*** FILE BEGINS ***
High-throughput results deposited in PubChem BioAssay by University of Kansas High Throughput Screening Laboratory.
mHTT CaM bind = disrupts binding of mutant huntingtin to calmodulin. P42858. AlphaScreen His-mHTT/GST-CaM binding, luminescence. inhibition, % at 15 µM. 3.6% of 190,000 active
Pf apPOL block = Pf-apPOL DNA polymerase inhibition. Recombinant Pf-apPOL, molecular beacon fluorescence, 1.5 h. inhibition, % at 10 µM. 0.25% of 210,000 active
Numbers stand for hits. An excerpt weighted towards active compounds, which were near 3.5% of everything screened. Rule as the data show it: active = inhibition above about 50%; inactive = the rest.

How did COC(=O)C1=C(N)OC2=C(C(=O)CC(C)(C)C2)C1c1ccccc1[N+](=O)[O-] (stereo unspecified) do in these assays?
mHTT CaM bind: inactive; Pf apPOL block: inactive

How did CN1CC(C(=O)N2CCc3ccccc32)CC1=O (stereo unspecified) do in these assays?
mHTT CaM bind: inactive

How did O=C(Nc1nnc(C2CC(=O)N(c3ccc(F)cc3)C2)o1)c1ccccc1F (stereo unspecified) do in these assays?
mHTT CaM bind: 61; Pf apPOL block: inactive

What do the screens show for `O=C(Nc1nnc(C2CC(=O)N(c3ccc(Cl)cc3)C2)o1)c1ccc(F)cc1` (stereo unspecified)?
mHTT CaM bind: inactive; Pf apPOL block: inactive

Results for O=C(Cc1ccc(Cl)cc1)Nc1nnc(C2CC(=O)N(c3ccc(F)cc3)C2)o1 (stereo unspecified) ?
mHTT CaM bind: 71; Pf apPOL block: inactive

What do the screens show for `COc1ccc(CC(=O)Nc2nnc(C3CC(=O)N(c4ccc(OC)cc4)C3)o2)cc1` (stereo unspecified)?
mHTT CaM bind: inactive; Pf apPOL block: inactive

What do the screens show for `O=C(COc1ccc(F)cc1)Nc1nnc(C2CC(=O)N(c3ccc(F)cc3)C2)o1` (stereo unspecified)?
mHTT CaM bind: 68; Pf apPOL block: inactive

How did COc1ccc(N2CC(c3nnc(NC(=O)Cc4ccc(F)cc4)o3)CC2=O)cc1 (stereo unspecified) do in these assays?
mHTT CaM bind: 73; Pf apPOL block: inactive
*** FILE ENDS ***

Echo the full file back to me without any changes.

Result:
High-throughput results deposited in PubChem BioAssay by University of Kansas High Throughput Screening Laboratory.
mHTT CaM bind = disrupts binding of mutant huntingtin to calmodulin. P42858. AlphaScreen His-mHTT/GST-CaM binding, luminescence. inhibition, % at 15 µM. 3.6% of 190,000 active
Pf apPOL block = Pf-apPOL DNA polymerase inhibition. Recombinant Pf-apPOL, molecular beacon fluorescence, 1.5 h. inhibition, % at 10 µM. 0.25% of 210,000 active
Numbers stand for hits. An excerpt weighted towards active compounds, which were near 3.5% of everything screened. Rule as the data show it: active = inhibition above about 50%; inactive = the rest.

How did COC(=O)C1=C(N)OC2=C(C(=O)CC(C)(C)C2)C1c1ccccc1[N+](=O)[O-] (stereo unspecified) do in these assays?
mHTT CaM bind: inactive; Pf apPOL block: inactive

How did CN1CC(C(=O)N2CCc3ccccc32)CC1=O (stereo unspecified) do in these assays?
mHTT CaM bind: inactive

How did O=C(Nc1nnc(C2CC(=O)N(c3ccc(F)cc3)C2)o1)c1ccccc1F (stereo unspecified) do in these assays?
mHTT CaM bind: 61; Pf apPOL block: inactive

What do the screens show for `O=C(Nc1nnc(C2CC(=O)N(c3ccc(Cl)cc3)C2)o1)c1ccc(F)cc1` (stereo unspecified)?
mHTT CaM bind: inactive; Pf apPOL block: inactive

Results for O=C(Cc1ccc(Cl)cc1)Nc1nnc(C2CC(=O)N(c3ccc(F)cc3)C2)o1 (stereo unspecified) ?
mHTT CaM bind: 71; Pf apPOL block: inactive

What do the screens show for `COc1ccc(CC(=O)Nc2nnc(C3CC(=O)N(c4ccc(OC)cc4)C3)o2)cc1` (stereo unspecified)?
mHTT CaM bind: inactive; Pf apPOL block: inactive

What do the screens show for `O=C(COc1ccc(F)cc1)Nc1nnc(C2CC(=O)N(c3ccc(F)cc3)C2)o1` (stereo unspecified)?
mHTT CaM bind: 68; Pf apPOL block: inactive

How did COc1ccc(N2CC(c3nnc(NC(=O)Cc4ccc(F)cc4)o3)CC2=O)cc1 (stereo unspecified) do in these assays?
mHTT CaM bind: 73; Pf apPOL block: inactive